Multiple groups of US lawmakers are scrutinising some of the world's largest brands regarding forced labour allegations and the origin of their cotton-based products. Senators have sent letters to the CEOs of major fashion and sportswear retailers, including Nike, Adidas, Shein, and Temu, to inquire about their compliance with the Uyghur Forced Labor Prevention Act (UFLP), which was signed into law by the Biden administration in 2021.
The letters accessed by AFP also indicate that the Senators address the Chinese firms Shein and Temu, about concerns that the two are using the de minimis import loophole in US trade law to dodge the UFLPA and continue selling goods under $800 made with Uyghur forced labour to American consumers.
“Using forced labour has been illegal for almost a hundred years—but despite knowing that their industries are implicated, too many companies look the other way hoping they don’t get caught, rather than cleaning up their supply chains. This is unacceptable,” said representative Gallagher.
“American businesses and companies selling in the American market have a moral and legal obligation to ensure they are not implicating themselves, their customers, or their shareholders in slave labour. Our message to industry in these letters is clear: either ensure your supply chains are clean—no matter how difficult it is—or get out of countries like China implicated in forced labour.”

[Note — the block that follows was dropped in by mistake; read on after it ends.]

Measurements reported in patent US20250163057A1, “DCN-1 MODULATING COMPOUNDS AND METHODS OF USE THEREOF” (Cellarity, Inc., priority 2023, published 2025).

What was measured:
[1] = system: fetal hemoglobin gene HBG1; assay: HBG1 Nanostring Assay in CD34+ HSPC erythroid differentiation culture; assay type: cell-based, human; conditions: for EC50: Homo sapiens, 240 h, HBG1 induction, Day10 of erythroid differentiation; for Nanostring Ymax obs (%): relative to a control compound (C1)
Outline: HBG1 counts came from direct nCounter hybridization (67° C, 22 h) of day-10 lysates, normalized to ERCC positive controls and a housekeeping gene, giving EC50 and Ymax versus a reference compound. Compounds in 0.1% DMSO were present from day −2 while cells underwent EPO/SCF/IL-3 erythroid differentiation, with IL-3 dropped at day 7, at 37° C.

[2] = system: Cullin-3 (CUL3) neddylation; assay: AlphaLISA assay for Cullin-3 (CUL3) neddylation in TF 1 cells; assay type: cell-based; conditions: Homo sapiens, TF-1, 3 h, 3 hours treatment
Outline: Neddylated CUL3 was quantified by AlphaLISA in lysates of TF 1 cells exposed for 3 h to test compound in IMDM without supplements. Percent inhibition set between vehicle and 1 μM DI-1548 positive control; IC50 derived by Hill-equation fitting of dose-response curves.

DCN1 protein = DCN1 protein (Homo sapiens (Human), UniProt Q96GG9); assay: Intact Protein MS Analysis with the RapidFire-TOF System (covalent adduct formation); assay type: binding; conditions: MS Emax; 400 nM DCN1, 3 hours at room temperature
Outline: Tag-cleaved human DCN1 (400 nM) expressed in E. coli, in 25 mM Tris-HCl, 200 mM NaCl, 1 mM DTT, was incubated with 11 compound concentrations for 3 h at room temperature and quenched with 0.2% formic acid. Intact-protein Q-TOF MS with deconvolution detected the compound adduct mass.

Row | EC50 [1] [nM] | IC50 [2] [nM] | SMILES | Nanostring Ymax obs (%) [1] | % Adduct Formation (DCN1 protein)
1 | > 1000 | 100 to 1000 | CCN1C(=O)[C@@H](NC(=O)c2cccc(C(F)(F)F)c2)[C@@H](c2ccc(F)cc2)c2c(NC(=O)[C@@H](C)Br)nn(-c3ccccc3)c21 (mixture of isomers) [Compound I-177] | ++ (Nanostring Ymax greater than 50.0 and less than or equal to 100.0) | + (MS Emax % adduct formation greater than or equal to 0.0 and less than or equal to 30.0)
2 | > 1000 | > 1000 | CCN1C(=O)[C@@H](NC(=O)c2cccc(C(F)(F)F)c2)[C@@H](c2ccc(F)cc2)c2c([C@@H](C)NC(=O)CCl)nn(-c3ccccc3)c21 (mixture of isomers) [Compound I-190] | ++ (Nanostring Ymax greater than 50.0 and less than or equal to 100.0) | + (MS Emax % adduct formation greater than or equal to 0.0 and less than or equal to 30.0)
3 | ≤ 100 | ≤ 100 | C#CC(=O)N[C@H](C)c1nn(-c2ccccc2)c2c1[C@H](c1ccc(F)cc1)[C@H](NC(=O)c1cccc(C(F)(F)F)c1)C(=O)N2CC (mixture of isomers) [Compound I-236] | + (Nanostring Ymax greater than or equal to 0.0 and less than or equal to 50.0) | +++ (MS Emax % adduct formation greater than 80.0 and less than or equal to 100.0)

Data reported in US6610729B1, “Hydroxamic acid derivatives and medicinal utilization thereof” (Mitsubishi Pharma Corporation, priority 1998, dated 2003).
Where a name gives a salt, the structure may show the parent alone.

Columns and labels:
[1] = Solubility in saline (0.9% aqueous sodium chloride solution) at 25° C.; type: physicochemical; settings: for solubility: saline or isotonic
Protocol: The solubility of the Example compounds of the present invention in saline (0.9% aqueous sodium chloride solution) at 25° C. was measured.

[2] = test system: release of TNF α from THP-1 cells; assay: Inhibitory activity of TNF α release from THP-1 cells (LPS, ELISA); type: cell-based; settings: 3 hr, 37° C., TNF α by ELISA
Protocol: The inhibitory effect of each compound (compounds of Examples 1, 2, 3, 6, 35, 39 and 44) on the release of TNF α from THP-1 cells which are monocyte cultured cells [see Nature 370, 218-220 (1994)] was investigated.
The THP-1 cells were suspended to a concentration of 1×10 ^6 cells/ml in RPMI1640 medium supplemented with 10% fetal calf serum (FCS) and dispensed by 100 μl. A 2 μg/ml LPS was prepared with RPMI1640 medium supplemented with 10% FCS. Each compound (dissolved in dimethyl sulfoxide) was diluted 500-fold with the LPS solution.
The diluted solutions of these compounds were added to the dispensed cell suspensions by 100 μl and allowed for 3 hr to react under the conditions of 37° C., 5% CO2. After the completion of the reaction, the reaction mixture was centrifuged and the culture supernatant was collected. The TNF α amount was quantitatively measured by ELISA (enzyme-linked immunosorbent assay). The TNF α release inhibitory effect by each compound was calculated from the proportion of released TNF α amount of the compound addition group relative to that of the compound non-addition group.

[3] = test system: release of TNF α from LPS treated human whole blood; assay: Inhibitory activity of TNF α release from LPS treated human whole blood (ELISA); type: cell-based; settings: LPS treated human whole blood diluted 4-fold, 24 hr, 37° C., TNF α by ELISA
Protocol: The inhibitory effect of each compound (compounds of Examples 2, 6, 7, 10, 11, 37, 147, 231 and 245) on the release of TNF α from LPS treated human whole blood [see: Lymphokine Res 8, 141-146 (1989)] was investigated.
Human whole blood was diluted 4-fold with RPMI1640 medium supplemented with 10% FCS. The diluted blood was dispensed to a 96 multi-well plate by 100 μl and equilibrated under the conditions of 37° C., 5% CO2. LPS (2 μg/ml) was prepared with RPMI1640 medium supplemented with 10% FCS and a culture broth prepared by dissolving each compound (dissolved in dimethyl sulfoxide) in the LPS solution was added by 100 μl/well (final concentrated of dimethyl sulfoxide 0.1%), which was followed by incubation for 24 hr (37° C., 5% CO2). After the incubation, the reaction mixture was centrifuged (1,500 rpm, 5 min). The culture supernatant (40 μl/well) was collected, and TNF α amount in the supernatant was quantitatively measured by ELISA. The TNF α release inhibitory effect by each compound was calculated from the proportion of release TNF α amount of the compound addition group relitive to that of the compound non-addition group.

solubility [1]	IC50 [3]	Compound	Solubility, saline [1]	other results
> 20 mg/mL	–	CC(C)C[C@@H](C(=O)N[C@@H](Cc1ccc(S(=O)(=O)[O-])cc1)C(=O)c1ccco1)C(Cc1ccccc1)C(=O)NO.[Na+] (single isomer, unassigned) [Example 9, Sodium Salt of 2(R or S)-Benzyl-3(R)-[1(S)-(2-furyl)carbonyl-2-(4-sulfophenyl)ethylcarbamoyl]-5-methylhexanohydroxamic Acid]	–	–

"Shein is aggressively raising capital and plans to execute an IPO before the end of this calendar year," they said in the letter.
"We request that you set forth regulations and mandate Shein to certify via independent verification that the company does not use Uyghur forced labor as a condition of being registered to issue securities in the United States."
US relations with Chinese companies has been under watchful eyes for some time now. In 2020, the US Securities and Exchange Commission (SEC) mandated Chinese companies to submit to more extensive audits. But Chinese companies struggle to provide that kind of request due to political concerns with the ruling national party back home. This is also a big impediment in Shein going public in the US—it has planned to do so since 2020, with hopes igniting once more for a 2024 IPO, but these intricacies show just how tough it is for a Chinese company to list on the NYSE.
Across the board, the fashion industry is responsible for releasing more than 10% of carbon emissions. But that's just one aspect of the true cost of unsustainable business practices.
While greenwashing deceives the public as the planet moves towards climate catastrophe; the humanitarian cost of unethical businesses and the advertising dollar spent to market those practices into appearing eco-concious and sustainable while misleading the consumer is huge. It's bad for consumers and by extension, the planet. ESG fraud comes in many colours and this is referred to as 'bluewashing'.
Catch an in-depth discussion on 'Bluewashing: The what, the how and the impact of it at Campaign 360. Get the complete agenda and register.